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fauvism

fauvism (fōˈvĭzəm) [key] [Fr. fauve = wild beast], name derisively hurled at and cheerfully adopted by a group of French painters, including Matisse, Rouault, Derain, Vlaminck, Friesz, Marquet, van Dongen, Braque, and Dufy. Although fauvism was a short-lived movement (1905–8), its influence was international and basic to the evolution of 20th-century art. It was essentially an expressionist style, characterized by bold distortion of forms and exuberant color. Only Matisse continued to explore its possibilities after 1908. Most of the others contributed to the development of new styles, such as cubism, which immediately followed the fauvist movement.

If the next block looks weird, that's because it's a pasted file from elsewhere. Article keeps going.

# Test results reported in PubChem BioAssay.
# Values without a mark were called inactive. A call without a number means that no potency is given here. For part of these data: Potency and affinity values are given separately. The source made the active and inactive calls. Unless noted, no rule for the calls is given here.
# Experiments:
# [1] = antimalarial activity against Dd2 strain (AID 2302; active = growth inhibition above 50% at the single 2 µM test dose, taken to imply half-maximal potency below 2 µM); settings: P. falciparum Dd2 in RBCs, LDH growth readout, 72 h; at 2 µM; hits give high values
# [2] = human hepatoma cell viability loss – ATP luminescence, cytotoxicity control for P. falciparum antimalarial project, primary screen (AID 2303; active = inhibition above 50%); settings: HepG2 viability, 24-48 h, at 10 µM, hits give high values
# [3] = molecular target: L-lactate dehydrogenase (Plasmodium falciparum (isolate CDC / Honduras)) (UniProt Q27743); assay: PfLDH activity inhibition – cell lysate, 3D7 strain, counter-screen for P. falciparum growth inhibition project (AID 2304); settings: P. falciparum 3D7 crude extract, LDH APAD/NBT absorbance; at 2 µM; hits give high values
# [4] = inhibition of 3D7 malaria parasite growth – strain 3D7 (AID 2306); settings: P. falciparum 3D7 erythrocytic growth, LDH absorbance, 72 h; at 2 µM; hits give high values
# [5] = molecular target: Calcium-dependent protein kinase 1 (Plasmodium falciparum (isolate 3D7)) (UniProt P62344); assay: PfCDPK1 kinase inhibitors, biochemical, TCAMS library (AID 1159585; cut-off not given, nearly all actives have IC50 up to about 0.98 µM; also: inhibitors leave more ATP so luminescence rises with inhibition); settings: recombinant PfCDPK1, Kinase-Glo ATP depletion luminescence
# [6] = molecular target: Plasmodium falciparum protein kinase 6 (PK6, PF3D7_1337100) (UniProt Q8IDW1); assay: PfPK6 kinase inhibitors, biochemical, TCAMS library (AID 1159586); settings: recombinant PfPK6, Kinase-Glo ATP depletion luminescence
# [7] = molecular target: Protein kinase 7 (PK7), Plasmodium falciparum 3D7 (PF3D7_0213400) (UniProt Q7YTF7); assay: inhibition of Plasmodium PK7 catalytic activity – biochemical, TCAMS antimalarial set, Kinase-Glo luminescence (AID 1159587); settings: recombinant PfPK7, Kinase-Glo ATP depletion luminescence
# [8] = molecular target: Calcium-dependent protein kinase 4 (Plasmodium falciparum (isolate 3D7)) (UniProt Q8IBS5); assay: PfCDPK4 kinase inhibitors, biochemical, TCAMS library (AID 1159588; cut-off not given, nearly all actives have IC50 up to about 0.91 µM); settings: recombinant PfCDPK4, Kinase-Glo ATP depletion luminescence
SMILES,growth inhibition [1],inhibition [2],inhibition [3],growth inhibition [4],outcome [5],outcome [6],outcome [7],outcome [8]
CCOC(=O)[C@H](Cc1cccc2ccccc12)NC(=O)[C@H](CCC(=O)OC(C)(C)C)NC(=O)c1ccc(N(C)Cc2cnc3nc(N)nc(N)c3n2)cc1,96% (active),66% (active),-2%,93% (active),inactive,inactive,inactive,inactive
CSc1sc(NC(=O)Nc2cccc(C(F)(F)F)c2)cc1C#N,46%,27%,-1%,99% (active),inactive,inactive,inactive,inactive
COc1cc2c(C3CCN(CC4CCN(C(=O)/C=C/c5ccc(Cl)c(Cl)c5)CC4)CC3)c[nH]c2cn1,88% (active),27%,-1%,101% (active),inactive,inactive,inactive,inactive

See J. P. Crespelle, The Fauves (tr. 1962); J. É. Muller, Fauvism (1967); S. Whitfield, Fauvism (1990).

The Columbia Electronic Encyclopedia, 6th ed. Copyright © 2012, Columbia University Press. All rights reserved.

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